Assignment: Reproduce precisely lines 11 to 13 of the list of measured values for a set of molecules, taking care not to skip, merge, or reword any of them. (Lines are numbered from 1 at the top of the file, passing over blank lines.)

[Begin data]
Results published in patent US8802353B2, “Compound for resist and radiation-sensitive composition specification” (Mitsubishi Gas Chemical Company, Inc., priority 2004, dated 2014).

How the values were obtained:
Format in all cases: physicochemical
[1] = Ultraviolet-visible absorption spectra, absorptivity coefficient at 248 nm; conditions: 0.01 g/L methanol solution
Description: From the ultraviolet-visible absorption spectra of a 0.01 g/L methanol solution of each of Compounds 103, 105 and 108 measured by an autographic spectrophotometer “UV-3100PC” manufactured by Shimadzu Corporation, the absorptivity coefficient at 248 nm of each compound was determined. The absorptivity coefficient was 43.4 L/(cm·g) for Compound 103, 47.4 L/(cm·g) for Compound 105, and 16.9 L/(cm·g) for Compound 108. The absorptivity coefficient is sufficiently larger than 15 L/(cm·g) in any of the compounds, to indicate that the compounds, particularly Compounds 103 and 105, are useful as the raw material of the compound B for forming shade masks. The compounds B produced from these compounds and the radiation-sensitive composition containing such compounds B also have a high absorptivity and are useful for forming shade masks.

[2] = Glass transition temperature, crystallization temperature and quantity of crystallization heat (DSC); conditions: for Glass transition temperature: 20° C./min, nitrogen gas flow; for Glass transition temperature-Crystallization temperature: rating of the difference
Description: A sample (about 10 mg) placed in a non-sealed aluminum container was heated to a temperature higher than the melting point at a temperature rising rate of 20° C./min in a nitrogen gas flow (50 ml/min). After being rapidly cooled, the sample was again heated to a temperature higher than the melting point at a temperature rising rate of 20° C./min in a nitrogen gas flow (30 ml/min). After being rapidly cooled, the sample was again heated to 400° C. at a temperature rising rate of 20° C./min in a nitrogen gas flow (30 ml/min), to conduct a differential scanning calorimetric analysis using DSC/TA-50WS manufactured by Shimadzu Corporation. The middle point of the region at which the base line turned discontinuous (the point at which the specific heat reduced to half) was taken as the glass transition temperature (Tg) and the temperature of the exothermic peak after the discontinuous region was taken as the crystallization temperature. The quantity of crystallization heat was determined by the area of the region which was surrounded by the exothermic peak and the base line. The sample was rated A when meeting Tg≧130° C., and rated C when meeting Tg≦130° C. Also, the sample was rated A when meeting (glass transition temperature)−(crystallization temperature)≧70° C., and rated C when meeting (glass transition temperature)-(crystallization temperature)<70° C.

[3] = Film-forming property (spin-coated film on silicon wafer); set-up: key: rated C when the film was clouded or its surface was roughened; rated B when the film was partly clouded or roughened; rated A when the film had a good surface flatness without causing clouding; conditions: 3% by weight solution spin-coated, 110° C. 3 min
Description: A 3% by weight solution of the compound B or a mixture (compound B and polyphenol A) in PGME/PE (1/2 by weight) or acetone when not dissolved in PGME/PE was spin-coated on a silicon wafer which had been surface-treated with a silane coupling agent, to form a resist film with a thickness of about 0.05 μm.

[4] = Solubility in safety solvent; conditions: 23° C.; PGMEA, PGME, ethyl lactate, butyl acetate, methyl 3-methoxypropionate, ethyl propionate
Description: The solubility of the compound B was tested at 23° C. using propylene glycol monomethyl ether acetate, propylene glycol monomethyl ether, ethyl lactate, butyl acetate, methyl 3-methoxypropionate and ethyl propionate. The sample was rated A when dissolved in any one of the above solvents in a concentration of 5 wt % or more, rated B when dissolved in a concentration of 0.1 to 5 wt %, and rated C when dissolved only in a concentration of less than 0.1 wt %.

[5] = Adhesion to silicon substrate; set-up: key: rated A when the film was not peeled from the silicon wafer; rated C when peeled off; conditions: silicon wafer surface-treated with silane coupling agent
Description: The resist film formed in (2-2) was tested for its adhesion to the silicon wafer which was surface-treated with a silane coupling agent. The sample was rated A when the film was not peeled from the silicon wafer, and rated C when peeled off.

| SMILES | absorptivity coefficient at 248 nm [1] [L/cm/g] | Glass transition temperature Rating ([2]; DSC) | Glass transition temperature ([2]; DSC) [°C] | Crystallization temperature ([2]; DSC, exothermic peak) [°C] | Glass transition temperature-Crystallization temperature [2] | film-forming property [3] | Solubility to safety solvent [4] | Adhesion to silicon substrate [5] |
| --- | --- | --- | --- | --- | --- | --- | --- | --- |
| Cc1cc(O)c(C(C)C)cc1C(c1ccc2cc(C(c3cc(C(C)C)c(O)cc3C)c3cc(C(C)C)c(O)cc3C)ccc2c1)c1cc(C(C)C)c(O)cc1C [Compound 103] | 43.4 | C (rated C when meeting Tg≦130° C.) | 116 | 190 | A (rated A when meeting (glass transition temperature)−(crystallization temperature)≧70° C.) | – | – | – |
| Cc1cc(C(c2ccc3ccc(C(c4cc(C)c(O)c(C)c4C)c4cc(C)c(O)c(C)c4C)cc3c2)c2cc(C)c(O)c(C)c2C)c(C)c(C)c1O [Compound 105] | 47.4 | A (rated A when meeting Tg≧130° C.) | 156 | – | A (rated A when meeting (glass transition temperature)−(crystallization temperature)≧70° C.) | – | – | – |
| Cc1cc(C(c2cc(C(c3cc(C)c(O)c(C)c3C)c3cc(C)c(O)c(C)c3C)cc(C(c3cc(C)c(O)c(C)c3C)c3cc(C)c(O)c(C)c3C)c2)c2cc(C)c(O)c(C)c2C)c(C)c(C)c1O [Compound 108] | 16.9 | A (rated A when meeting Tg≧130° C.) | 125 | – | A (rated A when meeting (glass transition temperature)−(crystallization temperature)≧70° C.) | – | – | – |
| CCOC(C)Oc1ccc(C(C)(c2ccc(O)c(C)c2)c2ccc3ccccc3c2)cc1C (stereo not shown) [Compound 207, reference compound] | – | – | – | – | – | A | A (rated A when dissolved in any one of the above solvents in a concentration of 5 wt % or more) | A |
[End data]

Description: The solubility of the compound B was tested at 23° C. using propylene glycol monomethyl ether acetate, propylene glycol monomethyl ether, ethyl lactate, butyl acetate, methyl 3-methoxypropionate and ethyl propionate. The sample was rated A when dissolved in any one of the above solvents in a concentration of 5 wt % or more, rated B when dissolved in a concentration of 0.1 to 5 wt %, and rated C when dissolved only in a concentration of less than 0.1 wt %.

[5] = Adhesion to silicon substrate; set-up: key: rated A when the film was not peeled from the silicon wafer; rated C when peeled off; conditions: silicon wafer surface-treated with silane coupling agent
Description: The resist film formed in (2-2) was tested for its adhesion to the silicon wafer which was surface-treated with a silane coupling agent. The sample was rated A when the film was not peeled from the silicon wafer, and rated C when peeled off.